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Cyprus News Agency: News in English (PM), 99-02-05

Cyprus News Agency: News in English Directory - Previous Article - Next Article

From: The Cyprus News Agency at <>


  • [01] President - US Ambassador
  • [02] Cyprus FM - SG - Missing persons
  • [03] Cyprus Stock Exchange
  • [04] Stolen icons
  • [05] Government Spokesman - S-300
  • [06] Norwegian Deputy Foreign Minister - Cyprus
  • [07] Kranidiotis - Sir David - Athens visit
  • [08] EPP - Communique

  • 1500:CYPPRESS:01

    [01] President - US Ambassador

    Nicosia, Feb 5 (CNA) -- US Ambassador to Cyprus, Kenneth Brill, has said his government is working seriously on Cyprus in line with UN resolutions.

    He also said a US report into the illegal import of American arms into Cyprus will be released soon to Congress.

    Speaking after a meeting here today with President Glafcos Clerides, Brill said he talked about a variety of things, such as bilateral issues and Cyprus.

    Asked if one should expect the UN to turn to Turkey for compliance with the latest UN resolutions (calling for a reduction of tension and resumption of a dialogue), Brill said "the US goes about its business in a serious way, we do not do our business in public."

    The US, he said, views the Cyprus issue as "a serious effort, and a serious issue needs to be dealt with seriously."

    "We are doing that, we are not trying to create headlines or anything else, we are trying to get on with the business of working on this serious issue," he added.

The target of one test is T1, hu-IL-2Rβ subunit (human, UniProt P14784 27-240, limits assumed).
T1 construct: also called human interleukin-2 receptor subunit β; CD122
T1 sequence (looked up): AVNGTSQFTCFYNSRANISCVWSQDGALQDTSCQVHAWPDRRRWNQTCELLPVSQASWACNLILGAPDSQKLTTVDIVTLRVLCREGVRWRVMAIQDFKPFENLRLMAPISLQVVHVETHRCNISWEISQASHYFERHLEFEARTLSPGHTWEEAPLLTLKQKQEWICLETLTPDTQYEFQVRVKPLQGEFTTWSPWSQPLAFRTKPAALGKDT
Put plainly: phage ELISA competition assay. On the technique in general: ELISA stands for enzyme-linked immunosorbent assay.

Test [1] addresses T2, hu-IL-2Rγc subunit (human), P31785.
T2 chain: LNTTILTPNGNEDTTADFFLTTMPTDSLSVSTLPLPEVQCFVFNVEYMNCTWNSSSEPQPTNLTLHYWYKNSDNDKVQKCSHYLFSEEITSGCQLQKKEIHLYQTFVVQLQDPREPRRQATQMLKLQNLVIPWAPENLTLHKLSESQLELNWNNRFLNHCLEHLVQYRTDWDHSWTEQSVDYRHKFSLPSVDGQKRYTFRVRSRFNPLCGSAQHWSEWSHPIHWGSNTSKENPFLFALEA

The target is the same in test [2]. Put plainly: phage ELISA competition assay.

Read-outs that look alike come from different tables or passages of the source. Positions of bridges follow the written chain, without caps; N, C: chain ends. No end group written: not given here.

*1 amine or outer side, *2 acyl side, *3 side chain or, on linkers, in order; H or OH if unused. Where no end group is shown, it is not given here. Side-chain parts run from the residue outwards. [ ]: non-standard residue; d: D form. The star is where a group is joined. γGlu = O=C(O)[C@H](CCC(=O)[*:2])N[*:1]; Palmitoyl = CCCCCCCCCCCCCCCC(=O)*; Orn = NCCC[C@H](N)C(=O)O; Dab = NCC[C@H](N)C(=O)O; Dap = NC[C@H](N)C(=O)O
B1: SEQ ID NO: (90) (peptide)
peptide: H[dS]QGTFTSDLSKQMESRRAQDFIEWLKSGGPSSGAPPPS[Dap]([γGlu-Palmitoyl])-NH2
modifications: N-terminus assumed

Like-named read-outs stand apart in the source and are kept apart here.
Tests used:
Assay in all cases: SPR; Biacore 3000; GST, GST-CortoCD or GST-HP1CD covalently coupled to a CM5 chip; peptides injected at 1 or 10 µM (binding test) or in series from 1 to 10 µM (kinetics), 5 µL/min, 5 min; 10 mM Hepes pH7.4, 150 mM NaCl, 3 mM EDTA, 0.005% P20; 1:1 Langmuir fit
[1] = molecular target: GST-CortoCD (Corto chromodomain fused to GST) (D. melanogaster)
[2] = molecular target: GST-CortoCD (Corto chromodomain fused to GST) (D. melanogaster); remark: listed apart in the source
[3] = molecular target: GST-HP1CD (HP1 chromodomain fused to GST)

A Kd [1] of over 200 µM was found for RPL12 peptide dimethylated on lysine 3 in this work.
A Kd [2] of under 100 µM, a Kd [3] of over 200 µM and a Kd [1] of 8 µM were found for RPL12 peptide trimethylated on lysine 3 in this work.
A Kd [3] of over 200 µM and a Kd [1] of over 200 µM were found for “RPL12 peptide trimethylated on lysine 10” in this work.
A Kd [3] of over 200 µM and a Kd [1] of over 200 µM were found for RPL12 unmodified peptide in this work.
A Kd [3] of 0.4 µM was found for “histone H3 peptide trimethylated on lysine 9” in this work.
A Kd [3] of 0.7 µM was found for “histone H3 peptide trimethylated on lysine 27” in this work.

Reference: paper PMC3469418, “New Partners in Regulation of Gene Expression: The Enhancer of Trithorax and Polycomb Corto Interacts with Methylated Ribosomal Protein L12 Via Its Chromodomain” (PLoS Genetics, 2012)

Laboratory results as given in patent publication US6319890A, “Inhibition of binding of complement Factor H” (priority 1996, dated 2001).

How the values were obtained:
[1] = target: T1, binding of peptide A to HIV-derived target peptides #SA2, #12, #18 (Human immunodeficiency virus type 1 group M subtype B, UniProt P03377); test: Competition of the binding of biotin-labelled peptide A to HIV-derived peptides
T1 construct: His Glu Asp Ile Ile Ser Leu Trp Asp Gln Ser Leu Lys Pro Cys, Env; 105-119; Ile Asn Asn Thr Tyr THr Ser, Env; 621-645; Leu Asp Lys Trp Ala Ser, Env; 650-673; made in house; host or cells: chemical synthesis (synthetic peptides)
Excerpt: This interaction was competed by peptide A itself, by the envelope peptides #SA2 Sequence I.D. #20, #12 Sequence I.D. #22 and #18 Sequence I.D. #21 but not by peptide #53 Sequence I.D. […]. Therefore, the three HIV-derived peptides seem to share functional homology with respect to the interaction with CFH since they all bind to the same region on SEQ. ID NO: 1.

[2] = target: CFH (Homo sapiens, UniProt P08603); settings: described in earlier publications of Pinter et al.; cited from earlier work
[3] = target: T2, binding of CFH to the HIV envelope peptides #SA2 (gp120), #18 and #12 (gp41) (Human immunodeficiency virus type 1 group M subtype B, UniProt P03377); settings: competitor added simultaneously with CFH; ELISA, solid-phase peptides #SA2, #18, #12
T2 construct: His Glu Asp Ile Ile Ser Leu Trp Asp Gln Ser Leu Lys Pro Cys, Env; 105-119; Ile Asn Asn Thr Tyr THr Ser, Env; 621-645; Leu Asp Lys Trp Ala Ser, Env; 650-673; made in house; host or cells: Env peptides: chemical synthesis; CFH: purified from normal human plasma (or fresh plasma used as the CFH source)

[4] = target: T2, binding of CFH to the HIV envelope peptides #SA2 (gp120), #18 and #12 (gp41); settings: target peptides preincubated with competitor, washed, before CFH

Invited to say if it is feasible to expect a response from Turkey, he said "we are working as we said we would work, as the President said in the wake of the UN Security Council resolutions, we are working in line with this direction."

    The US ambassador was replying to questions from the press following President Clerides' widely-welcomed decision not to deploy Russian anti- aircraft missiles in Cyprus and his acceptance in full of the UN Council resolutions.

    Commenting on the arms report, Brill said it is "being worked on and when it is ready it will be released to Congress."

    Turkey launched its invasion against Cyprus in 1974 with the use of US- made weapons.

    Some 35.000 Turkish troops still occupy 37 per cent of Cyprus' territory, in violation of repeated UN resolutions calling for their withdrawal.

    CNA MM/GP/1999

    [02] Cyprus FM - SG - Missing persons

    Nicosia, Feb 5 (CNA) -- A meeting took place here today on the issue of persons missing since the 1974 Turkish invasion of the island, in preparation for talks between Foreign Minister, Ioannis Kasoulides, and UN Secretary-General, Kofi Annan.

    Kasoulides and Annan will meet on February 16, in New York. The Cypriot Minister will be accompanied by Humanitarian Affairs Commissioner Takis Christopoulos.

    Present at the Presidential Palace meeting, presided over by President Glafcos Clerides, were the Foreign Minister, Attorney-General Alecos Markides, Christopoulos, and a delegation of the Joint Committee of Relatives of Missing Persons.